Dante’s Inferno

Dante was fairly sure he wasn’t supposed to be looking down  at the princess right now. Sure, the heteronormative pattern dictated he’d be a little taller, but not like this. This was wrong. About two stories’ worth of wrong.

“Eek!” screamed the princess.

“Wait a minute,” Dante said, startled to find his voice transformed from croaky to sonorous. “Wait! It’s me!”

“Eek!” screamed the princess, and then she passed out.

At least his new claws (Claws? Really?) were nimble enough to catch her before she fell.

Claws weren’t heteronormative. Neither were red scales. Neither was the bizarre yet pertinent understanding that he needed to lay an egg really soon or things were going to go terribly wrong.

An egg?

Oh.

“So it turns out I’m female,” Dante said to the slumped princess, and laid her gently on a desk. It figured; frogs were known to change gender in adverse environments, and heaven knew being trapped as University’s psychology department mascot for forty amphibian years was stressful. They hadn’t even been willing to accept his (her?) application for a grant.

Dante eyed the comatose co-ed; she’d sworn herself possessed of royal blood, but now he (this whole “she” thing was going to take a while) wasn’t so sure.

Lindsay didn’t smell royal. Dante suddenly knew he could tell if she were.

Weird.

And the egg thing was becoming an issue.

First things first: he had to get out of this classroom. Arena-style, it was large enough for his suddenly-inconvenient (though beautifully red) bulk, but the windows were nowhere near big enough to allow egress. The door, of course, was right out. He’d have to take down the entire wall.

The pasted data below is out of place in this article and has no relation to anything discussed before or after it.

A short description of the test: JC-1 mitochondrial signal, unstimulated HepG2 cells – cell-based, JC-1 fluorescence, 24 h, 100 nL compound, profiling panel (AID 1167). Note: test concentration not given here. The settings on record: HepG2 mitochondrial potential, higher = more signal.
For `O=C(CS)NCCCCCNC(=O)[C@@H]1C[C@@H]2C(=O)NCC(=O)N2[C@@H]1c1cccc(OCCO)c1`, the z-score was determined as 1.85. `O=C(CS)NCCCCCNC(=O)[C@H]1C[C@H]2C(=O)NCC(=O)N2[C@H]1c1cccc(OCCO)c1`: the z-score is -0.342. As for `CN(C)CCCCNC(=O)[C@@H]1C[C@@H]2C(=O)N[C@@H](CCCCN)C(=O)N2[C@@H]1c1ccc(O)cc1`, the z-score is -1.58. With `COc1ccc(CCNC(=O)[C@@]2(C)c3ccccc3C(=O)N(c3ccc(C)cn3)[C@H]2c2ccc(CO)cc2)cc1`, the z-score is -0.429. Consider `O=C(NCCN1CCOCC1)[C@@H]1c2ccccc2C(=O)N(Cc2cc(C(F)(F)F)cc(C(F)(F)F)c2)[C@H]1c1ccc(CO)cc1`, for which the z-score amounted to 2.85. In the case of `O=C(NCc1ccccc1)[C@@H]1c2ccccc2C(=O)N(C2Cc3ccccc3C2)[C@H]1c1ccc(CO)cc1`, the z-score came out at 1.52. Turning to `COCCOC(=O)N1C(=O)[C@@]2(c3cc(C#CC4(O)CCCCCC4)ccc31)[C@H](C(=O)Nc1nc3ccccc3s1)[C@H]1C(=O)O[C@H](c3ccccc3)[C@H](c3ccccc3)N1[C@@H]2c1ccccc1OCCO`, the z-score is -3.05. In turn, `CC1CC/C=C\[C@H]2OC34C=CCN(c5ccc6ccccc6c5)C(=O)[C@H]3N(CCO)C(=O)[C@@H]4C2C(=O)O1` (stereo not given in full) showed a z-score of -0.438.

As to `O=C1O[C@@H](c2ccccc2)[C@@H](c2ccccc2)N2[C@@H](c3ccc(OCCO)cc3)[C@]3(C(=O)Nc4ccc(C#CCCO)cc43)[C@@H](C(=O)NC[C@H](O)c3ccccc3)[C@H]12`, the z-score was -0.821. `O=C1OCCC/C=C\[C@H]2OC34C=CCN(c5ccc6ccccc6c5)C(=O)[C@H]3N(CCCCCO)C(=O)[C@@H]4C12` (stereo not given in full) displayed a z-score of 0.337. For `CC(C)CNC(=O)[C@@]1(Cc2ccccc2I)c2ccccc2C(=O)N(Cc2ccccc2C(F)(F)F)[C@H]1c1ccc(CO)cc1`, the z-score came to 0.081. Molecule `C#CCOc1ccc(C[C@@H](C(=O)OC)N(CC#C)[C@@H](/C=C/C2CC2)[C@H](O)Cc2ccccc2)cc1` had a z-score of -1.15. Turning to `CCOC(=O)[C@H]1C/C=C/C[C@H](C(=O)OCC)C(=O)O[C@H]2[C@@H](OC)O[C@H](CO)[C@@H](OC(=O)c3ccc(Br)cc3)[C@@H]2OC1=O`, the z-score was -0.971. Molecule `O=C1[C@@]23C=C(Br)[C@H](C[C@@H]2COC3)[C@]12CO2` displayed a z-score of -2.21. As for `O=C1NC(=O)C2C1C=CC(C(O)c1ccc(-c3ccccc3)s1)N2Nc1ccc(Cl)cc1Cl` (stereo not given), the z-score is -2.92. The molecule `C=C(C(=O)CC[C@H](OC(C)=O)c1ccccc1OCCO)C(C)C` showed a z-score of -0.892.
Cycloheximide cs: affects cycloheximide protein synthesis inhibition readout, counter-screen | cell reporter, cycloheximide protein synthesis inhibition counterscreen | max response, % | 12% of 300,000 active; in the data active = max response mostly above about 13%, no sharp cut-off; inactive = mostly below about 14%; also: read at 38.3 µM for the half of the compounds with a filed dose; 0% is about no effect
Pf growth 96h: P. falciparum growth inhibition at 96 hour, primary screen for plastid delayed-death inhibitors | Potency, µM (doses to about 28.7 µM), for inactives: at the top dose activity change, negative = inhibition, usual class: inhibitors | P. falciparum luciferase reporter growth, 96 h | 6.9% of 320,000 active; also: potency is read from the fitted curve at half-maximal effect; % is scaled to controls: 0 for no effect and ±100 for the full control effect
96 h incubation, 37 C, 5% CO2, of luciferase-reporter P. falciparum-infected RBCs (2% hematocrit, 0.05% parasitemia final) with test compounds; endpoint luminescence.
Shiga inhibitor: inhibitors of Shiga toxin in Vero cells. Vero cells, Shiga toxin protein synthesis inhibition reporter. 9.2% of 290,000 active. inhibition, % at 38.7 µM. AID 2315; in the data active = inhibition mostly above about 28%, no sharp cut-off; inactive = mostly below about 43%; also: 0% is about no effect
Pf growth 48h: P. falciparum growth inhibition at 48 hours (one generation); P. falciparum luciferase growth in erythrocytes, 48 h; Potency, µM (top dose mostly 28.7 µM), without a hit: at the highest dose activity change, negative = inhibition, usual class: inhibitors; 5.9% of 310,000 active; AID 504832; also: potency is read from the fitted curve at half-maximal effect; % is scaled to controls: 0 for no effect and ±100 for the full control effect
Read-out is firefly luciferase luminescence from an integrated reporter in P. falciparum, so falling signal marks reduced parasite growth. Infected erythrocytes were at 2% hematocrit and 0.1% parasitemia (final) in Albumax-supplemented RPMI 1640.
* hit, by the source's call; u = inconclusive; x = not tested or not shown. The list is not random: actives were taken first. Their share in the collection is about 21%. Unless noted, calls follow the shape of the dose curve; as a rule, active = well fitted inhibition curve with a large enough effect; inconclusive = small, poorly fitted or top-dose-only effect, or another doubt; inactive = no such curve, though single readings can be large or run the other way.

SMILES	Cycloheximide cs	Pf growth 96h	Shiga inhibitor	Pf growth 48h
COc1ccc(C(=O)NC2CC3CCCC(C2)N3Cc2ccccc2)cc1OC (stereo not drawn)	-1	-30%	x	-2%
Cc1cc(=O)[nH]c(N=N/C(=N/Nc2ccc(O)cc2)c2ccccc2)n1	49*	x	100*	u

Dante glared at the co-ed (“princess,” his spiky tail!) but it wasn’t really her fault. Besides, it worked. He was supposed to become a prince when kissed, and he had. A dragon prince. A fecund dragon prince carrying an egg. Apparently.

Yes, it was time to leave. He felt bad for the impending damage, but what was a pregnant dragon prince to do? Dante raised his brand-new wings (fire-engine red and so much fun) and flew right at the center window.

I’m sorry, I’m sorry! he thought as he smashed through the frame, scattering glass and wood and stone like some horrible snowfall. He discovered at once that flying wasn’t nearly as easy as it looked in the movies.

“Whoa!” he bellowed (which was probably every bit as frightening as the sight of him) and careened into the ground, knocking over two founders’ statues and one hot dog cart that sat permanently on the route between classes. This would have been mortifying if done in front of actual students. Thank heavens it was night.

Dante stood, shook snow off his bright red scales, and realized with horror that the egg was coming, was not waiting, was coming right now and he had nowhere warm to put the thing for incubation.

Oh, dear. This was going to be bad.


The Green was a mess the next day, and somehow, security cameras failed to capture the cause. “Tampered with,” security murmured ominously, writing up reports about electro-magnetic disturbances and potential student pranks-turned-terrorism.

No one thought to wonder about the hot dog cart. Everything around it was knocked over, but the cart sat neat and tidy in the middle of the pathway, undisturbed – apart from a slightly bent umbrella, as if it had been run into.

It chugged away, propane tanks not quite run dry, and no one really noticed steam escaping around its slightly bent lid.

Police walked by, jabbering into their radios and sweeping for more clues.

No one was listening for the distinctive sound of eggshell cracking open.

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